the shipping news

Pete Davidson and Colin Jost’s Ferry Is Very Much Happening

Staten Island Ferry - John F. Kennedy
The ferry as it is now. Photo: Christopher Payne

Three months after Colin Jost and Pete Davidson bought a decommissioned Staten Island Ferry for $280,000, Jost stood on its deck like a triumphant captain as it was towed through New York Harbor to a temporary dock, where the press reported that it would be transformed into a floating “entertainment venue” that would someday be tugged to a permanent home (fixing up the engine was deemed an unnecessary expense for a bobbing club).

That ride was two years ago next month, and ever since, the 277-foot-long boat seems to have just sat. And sat. And sat. Locals living near the Staten Island dock told the New York Post they haven’t seen anyone working on it, feeding a story line of two hapless comedians in over their heads — a story line the comedians didn’t seem to mind. Davidson told reporters he and his castmate were very stoned when they bought the ferry, and hoped it “turns into a Transformer and gets the f— out of there, so I can stop paying for it.” Jost responded with an Instagram post that asked, “Is it worse that I was actually stone-cold sober?” alongside a plea to fans to come pay to see him do stand-up on the “Ferry Money Tour!”

Staten Island Ferry - John F. Kennedy
Staten Island Ferry - John F. Kennedy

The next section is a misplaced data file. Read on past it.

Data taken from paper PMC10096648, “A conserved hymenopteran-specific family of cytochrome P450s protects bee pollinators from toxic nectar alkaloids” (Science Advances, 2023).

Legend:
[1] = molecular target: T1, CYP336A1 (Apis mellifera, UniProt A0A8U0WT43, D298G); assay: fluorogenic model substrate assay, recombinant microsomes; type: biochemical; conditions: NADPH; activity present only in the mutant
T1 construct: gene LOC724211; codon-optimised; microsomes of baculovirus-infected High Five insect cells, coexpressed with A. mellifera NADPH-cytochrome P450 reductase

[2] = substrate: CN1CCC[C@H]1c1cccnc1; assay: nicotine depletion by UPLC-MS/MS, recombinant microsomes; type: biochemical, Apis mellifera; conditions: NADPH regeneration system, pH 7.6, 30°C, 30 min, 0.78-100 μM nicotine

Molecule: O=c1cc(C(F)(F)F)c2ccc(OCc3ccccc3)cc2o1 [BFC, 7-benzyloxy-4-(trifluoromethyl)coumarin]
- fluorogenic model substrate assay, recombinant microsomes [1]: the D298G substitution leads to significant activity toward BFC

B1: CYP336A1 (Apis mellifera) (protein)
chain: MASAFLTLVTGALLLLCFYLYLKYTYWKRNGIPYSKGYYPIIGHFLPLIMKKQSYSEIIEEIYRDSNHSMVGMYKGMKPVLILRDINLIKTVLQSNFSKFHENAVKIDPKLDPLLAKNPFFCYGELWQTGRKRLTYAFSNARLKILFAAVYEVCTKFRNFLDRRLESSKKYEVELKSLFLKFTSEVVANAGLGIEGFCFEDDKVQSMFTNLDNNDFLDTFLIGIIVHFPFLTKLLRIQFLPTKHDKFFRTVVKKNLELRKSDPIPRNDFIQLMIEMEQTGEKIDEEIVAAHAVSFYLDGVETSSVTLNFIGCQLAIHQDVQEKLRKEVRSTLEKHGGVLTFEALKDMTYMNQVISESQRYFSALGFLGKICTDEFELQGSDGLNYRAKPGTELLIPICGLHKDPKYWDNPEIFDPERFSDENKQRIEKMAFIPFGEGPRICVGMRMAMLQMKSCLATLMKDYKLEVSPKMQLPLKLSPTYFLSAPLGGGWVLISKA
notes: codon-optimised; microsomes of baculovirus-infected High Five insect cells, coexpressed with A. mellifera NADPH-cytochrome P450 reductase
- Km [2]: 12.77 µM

Photo: Christopher Payne.
Photo: Christopher Payne.

On a podcast last year, Davidson broke character and told Seth Meyers that there was an actual plan for the boat, regular conference calls about its redesign, and even renderings. “We had them do one of those computer-generated, show-you-what-it-could-be type things.”

But who was “them”? One report on the ferry purchase named a fourth partner, Ron Castellano, an architect who has worked for Richard Meier and Peter Eisenman. (The third partner, as has been widely reported, is comedy-club owner Paul Italia.) Castellano broke out on his own in the 2000s with renovations of historic buildings that retained their charm. He turned a former warehouse in downtown Brooklyn into a boutique condo and carved a newspaper office in the Lower East Side into 29 apartments, and is best known these days as the architect behind the Nine Orchard Hotel, which occupies a former bank off Canal Street.

On the website for Castellano’s firm, Studio Castellano, he listed the JFK Ferry as a project he was working on for the client “JFK Partners” with a budget of $34 million and a floor plan of 65,000 square feet. A short video that played on his website last month showed his renderings for each floor: a top deck furnished with patio tables set with umbrellas, another floor with two rows of hotel rooms that open onto sundecks, and a lower level with two clubs. Castellano says the venue is very much in the works — and may eventually open with two restaurants and six bars, whose aesthetics play off the style of the era the boat was built in, in 1965.

Staten Island Ferry - John F. Kennedy
Staten Island Ferry - John F. Kennedy
Photo: Christopher Payne.
Photo: Christopher Payne.

How did you get involved in partnering on buying a Staten Island Ferry? 
I’m involved in a lot of strange things, where I try to buy lighthouses or helicopters or whatever. That’s just what I do. I have a collection of electric cars from the 1970s. But I couldn’t say I’m like a boat person or anything.